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Oluoch v. Orina

United States District Court, S.D. New York

March 31, 2015

BEATRICE A. OLUOCH, Plaintiff,
v.
STELLA KERUBO ORINA, Defendant

Page 326

For Beatrice A. Oluoch, Plaintiff: Amy L. Rudd, PRO HAC VICE, Dechert LLP, Austin, TX; Joshua Yi, PRO HAC VICE, Dechert LLP (TX), Austin, TX; Lindsey Beth Cohan, Dechert LLP (TX), Austin, TX.

For Stella Kerubo Orina, Defendant: Aaron David Paul Shapiro, LEAD ATTORNEY, The Shapiro Law Firm, LLC, New York, NY.

OPINION

Page 327

Thomas P. Griesa, United States District Judge.

Plaintiff Beatrice A. Oluoch claims that former Kenyan diplomat, defendant Stella Kerubo Orina, violated federal human trafficking law and state labor law by forcing her to work around-the-clock as a domestic servant for the meager salary of $150 per month. Defendant moves to dismiss six of the eight claims as time-barred. For the following reasons, defendant's motion to dismiss is denied with regard to plaintiff's federal law claims, but granted with regard to plaintiff's state law claims.

The Complaint

In 2004, defendant hired plaintiff as a domestic servant in her home in Kenya. Comp. ¶ 7. Defendant gave birth to two children, and plaintiff shifted from housekeeper to nanny. Compl. ¶ 7. In 2006, defendant accepted employment in the United States as a diplomat for the Kenyan Mission to the United Nations. Compl. ¶ 1. Defendant asked plaintiff to accompany her and her family to the United States as a nanny. Compl. ¶ 9. To work in the United States, plaintiff applied for an A-3 visa, which is a nonimmigrant diplomatic visa granted to the servants of foreign government representatives. Compl. ¶ 31. To obtain an A-3 visa for plaintiff, defendant certified that plaintiff would receive a fair wage in the United States. Compl. ¶ 9.

Defendant kept two residences between 2006 and 2007. Plaintiff worked at the first residence, in Bethesda Maryland, from July 10, 2006 until May 31, 2007. Compl. ¶ 12. The parties signed a contract providing that plaintiff would be compensated $8.00 per hour, overtime wages, and room and board. Compl. ¶ 9, 12. Plaintiff worked at the second residence, in Fresh Meadows, New York, from May 31, 2007 until September 4, 2007. Compl. ¶ 12. For her work at the second residence, the parties agreed that plaintiff would be compensated $9.96 per hour, overtime wages, and room and board. Compl. ¶ 10.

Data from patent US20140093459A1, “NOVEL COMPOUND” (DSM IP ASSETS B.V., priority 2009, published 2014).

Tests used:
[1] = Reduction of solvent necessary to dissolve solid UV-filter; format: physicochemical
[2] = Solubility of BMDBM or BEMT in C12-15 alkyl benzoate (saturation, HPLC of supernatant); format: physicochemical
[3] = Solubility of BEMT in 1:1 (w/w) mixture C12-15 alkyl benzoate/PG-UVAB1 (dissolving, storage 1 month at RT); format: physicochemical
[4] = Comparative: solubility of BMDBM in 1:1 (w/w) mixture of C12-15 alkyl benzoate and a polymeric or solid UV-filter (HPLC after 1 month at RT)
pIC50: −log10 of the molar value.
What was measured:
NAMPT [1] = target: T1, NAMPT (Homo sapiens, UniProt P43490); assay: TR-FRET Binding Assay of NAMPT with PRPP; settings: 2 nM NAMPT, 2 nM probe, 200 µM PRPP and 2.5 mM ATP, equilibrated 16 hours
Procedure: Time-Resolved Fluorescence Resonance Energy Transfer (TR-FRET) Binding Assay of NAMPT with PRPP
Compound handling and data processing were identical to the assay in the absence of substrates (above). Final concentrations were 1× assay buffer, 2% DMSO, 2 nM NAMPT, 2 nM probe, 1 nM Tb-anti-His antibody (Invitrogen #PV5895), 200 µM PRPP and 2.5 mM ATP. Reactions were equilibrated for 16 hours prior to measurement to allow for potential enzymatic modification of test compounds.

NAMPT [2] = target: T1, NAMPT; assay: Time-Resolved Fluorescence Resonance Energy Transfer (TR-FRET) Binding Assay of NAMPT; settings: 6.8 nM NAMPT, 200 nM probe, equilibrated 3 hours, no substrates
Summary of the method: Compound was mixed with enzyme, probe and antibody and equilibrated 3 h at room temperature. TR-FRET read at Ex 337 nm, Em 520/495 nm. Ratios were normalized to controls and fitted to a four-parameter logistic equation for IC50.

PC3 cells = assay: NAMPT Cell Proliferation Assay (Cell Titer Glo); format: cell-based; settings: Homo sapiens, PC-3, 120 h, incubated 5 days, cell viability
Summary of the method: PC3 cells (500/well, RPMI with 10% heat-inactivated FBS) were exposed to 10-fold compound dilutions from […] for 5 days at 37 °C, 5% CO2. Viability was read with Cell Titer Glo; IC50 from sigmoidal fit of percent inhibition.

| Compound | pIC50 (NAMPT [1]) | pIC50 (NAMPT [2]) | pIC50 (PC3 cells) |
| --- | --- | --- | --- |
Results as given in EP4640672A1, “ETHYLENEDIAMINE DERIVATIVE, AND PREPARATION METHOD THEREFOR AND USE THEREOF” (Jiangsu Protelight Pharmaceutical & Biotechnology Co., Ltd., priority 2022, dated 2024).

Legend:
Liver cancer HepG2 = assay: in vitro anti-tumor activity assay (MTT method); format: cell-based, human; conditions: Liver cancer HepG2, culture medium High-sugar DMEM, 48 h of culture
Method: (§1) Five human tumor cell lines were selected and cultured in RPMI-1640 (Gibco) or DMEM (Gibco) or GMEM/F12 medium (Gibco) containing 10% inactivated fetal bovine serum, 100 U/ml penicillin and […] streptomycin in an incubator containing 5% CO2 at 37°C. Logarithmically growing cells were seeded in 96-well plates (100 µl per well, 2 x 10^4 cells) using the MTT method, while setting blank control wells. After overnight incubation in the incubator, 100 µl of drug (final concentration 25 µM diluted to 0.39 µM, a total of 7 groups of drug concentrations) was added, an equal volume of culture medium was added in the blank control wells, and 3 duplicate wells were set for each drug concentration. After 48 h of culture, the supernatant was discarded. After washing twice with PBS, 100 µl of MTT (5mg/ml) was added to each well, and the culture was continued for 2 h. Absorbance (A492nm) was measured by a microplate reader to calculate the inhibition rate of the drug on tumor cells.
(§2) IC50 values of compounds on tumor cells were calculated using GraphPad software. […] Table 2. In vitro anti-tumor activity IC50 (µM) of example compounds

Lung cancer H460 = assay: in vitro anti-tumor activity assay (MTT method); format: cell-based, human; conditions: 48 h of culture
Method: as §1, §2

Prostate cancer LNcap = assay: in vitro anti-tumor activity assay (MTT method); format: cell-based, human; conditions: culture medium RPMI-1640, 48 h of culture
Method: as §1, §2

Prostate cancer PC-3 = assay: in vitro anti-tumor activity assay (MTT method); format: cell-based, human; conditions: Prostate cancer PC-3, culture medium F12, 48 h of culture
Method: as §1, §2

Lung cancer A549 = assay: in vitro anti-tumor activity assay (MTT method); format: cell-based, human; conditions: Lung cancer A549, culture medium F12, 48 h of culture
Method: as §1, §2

Despite her understanding that she had been hired as a nanny to plaintiff's children, plaintiff was required to perform all

Page 328

the household duties. Compl. ¶ 13. Plaintiff worked approximately 13 hours per day, seven days a week. Compl. ¶ 13. She also remained " on call" each night when the children awoke. Compl. ¶ 14. Notwithstanding the many hours worked, defendant only paid plaintiff $150 per month. Compl. ¶ 14. Defendant often paid plaintiff only $50 per month, sending the remaining $100 to plaintiff's family in Kenya. Compl. ¶ 14.

Soon after plaintiff's arrival in the United States, defendant confiscated her passport and refused to allow her to leave the house unescorted or make unsupervised phone calls. Compl. ¶ ¶ 16--17. However, in August of 2007 defendant gave plaintiff her passport to allow her to accompany defendant's children in visiting their grandmother in Minnesota. Compl. ¶ 20. At this time, plaintiff discovered that her A-3 visa had been cancelled. Compl. ¶ 20. Upon returning to New York, defendant demanded that plaintiff turn over her passport. Compl. ¶ 21. Plaintiff refused. Compl.¶ 21. From then on, defendant conducted frequent searches of plaintiff's room and threatened to kill plaintiff. Compl. ¶ 21. On September 4, 2007, plaintiff escaped from defendant's home " wearing slippers and carrying nothing but her passport and the little money that she had in her possession." Compl. ¶ 23.

In September of 2011, plaintiff was arrested in Maryland while working as a babysitter for a different family. Compl. ¶ 25. Plaintiff discovered that her A-3 visa had actually been cancelled at defendant's behest years earlier. See Compl. ¶ 25. As a result, plaintiff was forced to serve a lengthy probation period. Compl. ¶ 26. In 2011, plaintiff ...


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